Every year the GSA Geobiology and Geomicrobiology division selects three exceptional researchers to receive pre-tenure, post-tenure, and distinguished career awards. This year we had an exceptional list of nominees and we are pleased to announce that the 2017 awards go to Chris Reinhard, Susannah Porter, and Marilyn Fogel. Please checkout their brief biographies below.

Pre-Tenure Award Recipient: Chris Reinhard (Georgia Tech)

 
Chris studied ecology and evolutionary biology as an undergraduate at the University of Kansas and pursued graduate research in Earth Sciences at the University of California, Riverside. He is currently Assistant Professor at Georgia Institute of Technology, with research interests that revolve around characterizing the chemical evolution of Earth's ocean-atmosphere system, how this evolution has been shaped by major biotic and ecological innovations, and the ways in which this history can be used as a proxy for characterizing remotely detectable biosignatures.


Post-Tenure Award Recipient: Susannah Porter (UC Santa Barbara)



Susannah received her bachelor's degree in Mathematics from Yale University in 1995 and her Ph.D. in Biology at Harvard University in 2002. After completing a one-year NASA Astrobiology Post-Doctoral Fellowship at UCLA, she moved to the University of California at Santa Barbara, where she is Associate Professor and Vice Chair in the Department of Earth Science. She studies the early fossil record of animals and their protistan relatives and has worked on problems relating to the evolution of skeletal biomineralization, the influence of snowball Earth glaciations on the biosphere, the early evolution of eukaryotes, and the Cambrian diversification of animals. She lives in Carpinteria, California, with her husband, Jamie, and her two sons, Willie and Sam.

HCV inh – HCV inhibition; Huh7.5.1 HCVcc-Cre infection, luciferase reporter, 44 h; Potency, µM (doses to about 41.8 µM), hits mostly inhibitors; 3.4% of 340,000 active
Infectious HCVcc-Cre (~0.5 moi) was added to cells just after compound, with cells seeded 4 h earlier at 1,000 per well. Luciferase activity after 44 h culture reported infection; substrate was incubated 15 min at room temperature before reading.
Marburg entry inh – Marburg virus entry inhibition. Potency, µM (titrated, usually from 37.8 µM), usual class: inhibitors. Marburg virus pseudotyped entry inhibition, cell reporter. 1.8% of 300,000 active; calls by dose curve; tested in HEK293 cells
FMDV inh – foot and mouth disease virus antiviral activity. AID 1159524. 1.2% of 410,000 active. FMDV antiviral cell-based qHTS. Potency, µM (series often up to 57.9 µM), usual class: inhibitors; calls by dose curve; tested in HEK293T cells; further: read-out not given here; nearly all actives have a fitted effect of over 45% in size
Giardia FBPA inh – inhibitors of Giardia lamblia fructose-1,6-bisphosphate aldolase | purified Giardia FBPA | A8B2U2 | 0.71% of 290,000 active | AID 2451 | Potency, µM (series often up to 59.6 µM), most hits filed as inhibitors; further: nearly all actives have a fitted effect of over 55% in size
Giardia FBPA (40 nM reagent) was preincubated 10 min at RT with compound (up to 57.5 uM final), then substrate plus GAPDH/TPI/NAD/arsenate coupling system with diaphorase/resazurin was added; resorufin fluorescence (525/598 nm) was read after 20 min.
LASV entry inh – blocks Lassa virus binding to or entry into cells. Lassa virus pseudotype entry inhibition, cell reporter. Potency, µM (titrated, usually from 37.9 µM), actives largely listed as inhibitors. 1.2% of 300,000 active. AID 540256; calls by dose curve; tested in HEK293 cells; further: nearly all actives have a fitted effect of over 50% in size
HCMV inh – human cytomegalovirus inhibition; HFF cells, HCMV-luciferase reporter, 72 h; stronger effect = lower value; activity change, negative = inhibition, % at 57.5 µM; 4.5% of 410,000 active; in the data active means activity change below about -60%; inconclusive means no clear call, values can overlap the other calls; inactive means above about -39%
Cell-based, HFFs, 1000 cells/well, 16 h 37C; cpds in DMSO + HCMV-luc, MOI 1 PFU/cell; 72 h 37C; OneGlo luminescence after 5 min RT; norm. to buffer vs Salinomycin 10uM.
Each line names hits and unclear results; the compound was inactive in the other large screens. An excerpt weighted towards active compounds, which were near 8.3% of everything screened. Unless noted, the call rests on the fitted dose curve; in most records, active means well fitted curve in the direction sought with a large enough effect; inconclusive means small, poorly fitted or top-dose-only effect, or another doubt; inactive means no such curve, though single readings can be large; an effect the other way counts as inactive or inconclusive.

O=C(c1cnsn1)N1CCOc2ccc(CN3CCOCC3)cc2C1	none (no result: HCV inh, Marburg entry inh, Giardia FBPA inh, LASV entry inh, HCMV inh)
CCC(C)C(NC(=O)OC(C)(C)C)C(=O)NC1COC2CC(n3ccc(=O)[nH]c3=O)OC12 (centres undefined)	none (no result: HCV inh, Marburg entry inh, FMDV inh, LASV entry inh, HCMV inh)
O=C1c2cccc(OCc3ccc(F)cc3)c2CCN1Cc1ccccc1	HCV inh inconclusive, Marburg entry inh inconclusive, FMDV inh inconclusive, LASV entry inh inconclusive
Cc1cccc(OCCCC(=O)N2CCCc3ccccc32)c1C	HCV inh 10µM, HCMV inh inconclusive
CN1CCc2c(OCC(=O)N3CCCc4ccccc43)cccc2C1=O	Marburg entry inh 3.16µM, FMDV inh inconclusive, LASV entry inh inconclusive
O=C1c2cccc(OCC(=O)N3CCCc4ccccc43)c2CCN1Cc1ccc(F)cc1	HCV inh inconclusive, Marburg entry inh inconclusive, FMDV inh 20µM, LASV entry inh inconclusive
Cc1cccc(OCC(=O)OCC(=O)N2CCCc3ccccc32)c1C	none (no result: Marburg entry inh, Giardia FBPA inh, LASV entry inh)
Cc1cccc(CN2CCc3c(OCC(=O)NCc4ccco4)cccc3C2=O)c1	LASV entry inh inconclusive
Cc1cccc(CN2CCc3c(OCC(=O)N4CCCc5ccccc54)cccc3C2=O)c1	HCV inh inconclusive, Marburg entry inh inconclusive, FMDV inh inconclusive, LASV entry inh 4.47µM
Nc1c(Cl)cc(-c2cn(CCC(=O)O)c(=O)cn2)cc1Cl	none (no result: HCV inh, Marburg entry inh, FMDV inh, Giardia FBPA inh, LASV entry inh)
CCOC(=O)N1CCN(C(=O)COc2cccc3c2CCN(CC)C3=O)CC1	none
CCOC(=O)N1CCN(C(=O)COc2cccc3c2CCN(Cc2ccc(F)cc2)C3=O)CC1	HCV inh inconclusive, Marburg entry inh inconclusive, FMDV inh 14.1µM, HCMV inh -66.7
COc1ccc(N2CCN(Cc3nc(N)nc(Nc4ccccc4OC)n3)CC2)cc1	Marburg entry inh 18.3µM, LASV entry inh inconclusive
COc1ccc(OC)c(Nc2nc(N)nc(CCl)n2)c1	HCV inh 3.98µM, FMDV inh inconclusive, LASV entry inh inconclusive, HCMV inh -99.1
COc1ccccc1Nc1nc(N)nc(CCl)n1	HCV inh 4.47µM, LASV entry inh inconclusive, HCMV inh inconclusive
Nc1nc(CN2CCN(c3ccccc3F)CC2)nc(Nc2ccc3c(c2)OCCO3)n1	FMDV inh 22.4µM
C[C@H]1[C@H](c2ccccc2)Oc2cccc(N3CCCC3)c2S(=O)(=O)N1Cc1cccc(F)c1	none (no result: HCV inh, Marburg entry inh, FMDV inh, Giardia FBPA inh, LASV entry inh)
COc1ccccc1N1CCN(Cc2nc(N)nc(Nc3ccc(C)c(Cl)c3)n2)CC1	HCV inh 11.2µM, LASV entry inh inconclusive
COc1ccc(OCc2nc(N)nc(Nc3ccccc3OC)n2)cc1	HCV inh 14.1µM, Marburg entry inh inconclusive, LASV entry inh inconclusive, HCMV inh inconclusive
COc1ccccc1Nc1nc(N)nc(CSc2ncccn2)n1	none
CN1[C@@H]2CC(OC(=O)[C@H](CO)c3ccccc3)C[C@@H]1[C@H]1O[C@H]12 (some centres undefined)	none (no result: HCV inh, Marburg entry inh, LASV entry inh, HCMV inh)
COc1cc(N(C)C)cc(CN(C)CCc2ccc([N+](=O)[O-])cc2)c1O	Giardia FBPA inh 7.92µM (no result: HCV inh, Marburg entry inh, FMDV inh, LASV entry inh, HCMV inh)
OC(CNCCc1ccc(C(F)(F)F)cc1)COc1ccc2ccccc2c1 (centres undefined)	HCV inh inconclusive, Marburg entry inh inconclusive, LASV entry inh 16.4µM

Distinguished Career Award Recipient: Marilyn Fogel (UC Riverside)



Marilyn received her B.S. degree in Biology form Pennsylvania State University and her Ph.D. in Botany (Marine Sciences) from the University of Texas at Austin. She spent the majority of her career as a Staff Member at the Carnegie Institution of Washington’s Geophysical Laboratory (1977-2012). In 2013, Marilyn started her career as a Professor at the University of California, first in Merced, and  currently the Wilbur W. Mayhew Endowed Professor of Geoecology at the University of California, Riverside as well as the Director of the EDGE Institute. Marilyn's research concentrates on understanding the flow of elements through modern biogeochemical cycles using stable isotope compositions of organic and inorganic matter as tracers. She uses this knowledge of elemental cycling in modern ecosystems, to understanding how biogeochemical cycles functioned over Earth's history. Her work extends to the fields of paleontology and astrobiology.

Please join us in congratulating these three exceptional scientists at the GSA Geobiology Division Award Presentation during the 2017 GSA in Seattle.